In an email, a local bowler who described himself as disgruntled and asked that his name not be used, said his club got a “paltry $5” out of the club membership fee of $96.

“What legal right has Bowls NSW got to collect my club’s $6000?” he said, pointing out that for the money paid, the social bowler didn’t get the right to play club championships or pennants and zone and district competitions and received “only a glossy magazine every so often”.

He asked: “Is there a common thought throughout the Northern Rivers to withdraw from any affiliation with Sydney and start a local pennant-style competition (preferably three-bowl)?”

MY VIEW Biased on bias

REMEMBER when barely a tournament passed without someone challenging the bias of a bowl? When did you last hear of a challenge?

Of course, there’s no grounds to challenge these days with the officially accepted bias getting skinnier and skinnier. Don’t be surprised if some manufacturer one day advertises its latest creation – a bowl with a reverse bias that runs on the opposite side of the centre line. Silly, I know, but they’ve tried everything else.

Oldies can remember the time when all bowls had to undergo a regular official stamping to indicate they were of the correct standard bias. With everyone’s bowls the same bias it was a matter of who could use it best, not who owned a set that took the skinniest track to the jack.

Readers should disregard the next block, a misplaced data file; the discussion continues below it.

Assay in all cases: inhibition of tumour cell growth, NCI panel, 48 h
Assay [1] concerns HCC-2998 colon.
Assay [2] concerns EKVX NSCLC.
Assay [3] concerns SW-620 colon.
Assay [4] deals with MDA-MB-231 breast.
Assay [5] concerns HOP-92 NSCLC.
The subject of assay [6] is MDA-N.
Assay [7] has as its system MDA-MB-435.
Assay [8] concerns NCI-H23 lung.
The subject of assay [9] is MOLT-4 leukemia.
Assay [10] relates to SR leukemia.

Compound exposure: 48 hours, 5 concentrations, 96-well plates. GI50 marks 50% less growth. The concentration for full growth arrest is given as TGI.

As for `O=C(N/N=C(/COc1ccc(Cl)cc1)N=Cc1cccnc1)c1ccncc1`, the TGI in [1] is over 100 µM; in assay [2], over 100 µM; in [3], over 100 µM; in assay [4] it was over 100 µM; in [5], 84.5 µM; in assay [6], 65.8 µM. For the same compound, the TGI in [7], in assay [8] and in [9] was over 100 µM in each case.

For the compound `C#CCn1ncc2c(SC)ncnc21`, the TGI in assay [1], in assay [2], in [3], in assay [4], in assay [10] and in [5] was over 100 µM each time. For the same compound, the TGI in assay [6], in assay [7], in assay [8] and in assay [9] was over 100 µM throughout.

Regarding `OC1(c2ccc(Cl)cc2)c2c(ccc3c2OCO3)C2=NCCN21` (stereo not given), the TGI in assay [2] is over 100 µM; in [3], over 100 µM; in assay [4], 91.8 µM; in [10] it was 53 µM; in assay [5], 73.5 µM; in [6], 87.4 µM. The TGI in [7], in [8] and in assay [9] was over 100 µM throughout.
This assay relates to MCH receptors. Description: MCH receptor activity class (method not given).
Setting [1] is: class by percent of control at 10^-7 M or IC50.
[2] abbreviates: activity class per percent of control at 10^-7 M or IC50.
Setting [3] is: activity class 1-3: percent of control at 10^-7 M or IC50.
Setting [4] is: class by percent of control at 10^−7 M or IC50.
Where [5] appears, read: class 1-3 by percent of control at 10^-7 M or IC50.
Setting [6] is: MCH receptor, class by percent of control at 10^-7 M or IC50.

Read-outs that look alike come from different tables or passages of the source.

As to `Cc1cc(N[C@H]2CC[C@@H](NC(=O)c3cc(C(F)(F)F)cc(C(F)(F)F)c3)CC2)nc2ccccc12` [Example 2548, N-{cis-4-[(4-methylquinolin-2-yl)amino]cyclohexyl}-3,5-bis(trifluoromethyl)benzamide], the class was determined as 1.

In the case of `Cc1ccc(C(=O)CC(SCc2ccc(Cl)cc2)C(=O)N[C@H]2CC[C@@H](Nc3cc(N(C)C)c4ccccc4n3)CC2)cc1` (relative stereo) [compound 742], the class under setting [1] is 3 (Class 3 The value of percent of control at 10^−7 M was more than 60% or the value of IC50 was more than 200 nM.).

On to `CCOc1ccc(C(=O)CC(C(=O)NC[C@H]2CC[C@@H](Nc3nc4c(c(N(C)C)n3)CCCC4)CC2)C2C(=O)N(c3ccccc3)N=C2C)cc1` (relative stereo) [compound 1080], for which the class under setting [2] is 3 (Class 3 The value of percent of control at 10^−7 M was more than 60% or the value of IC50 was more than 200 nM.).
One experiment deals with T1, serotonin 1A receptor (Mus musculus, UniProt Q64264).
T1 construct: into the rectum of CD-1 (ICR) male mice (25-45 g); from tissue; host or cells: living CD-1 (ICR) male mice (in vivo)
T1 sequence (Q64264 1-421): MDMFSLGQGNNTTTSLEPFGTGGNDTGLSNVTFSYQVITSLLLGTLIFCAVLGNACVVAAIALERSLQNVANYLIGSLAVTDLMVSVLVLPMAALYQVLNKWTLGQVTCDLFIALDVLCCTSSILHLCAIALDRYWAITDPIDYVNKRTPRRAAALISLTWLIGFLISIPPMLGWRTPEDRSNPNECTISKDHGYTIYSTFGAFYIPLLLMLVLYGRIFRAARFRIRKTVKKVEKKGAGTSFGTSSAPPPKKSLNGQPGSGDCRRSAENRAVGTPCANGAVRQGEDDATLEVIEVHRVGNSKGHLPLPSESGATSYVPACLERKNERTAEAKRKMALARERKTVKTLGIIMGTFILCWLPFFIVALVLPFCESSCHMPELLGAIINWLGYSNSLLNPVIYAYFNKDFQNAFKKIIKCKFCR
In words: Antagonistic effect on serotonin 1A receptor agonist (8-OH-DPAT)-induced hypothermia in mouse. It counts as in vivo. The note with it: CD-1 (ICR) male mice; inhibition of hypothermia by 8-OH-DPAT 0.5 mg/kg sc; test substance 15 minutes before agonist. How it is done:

When bowls were stamped, some unscrupulous types paid undercover people to doctor the bias.

That led to the need for a challenge. The bowls “doctor” and the challenge no longer are in business.

It was therefore a surprise to find Bowls Australia still has a procedure for a challenge.

It provides for a minimum 12 months’ suspension plus costs for “any player, following investigation, who is proven to have intentionally altered the bias or arranged another person to have intentionally altered the bias of a set of bowls”.

What the heck are they going to alter them to? Something with a wider draw?

And does it apply to manufacturers who have made buckets of cash altering biases?

YOUR VIEW On seniors’ selection

HAVING recently played in the Zone One seniors’ side in the 2016 state interzone sides championship at Cabramatta, what a breath of fresh air and pleasure it was to be selected and represent the zone this year.

Huge congratulations to the newly-elected zone executive and selectors for the vastly improved and highly efficient manner in which the side of 12 was selected and treated throughout the selection and playing process. They have made it enjoyable again for players.

The two match-condition selection games on separate days gave selectors every opportunity to view and gauge player ability, thereby permitting the best possible to be selected.

The three trial games against Zone 11 at Maclean, again over two days, where the selected teams were able to bond and hone their skills, were most valuable and enjoyable.

The organisation of transport/travel to Cabramatta, the accommodation facilities enjoyed over the four-day stay, the support given, and camaraderie shown to players at Cabramatta were excellent and so much better than prior years.

Players to a man felt privileged and respected, so different from times in the past.

For those players now over 60 who have no longer wished to play for the zone because of previous experiences, I say come back to the fold, things are different now.

A Zone One side where all the best players make themselves available for selection will ensure that Zone One becomes a force in the future.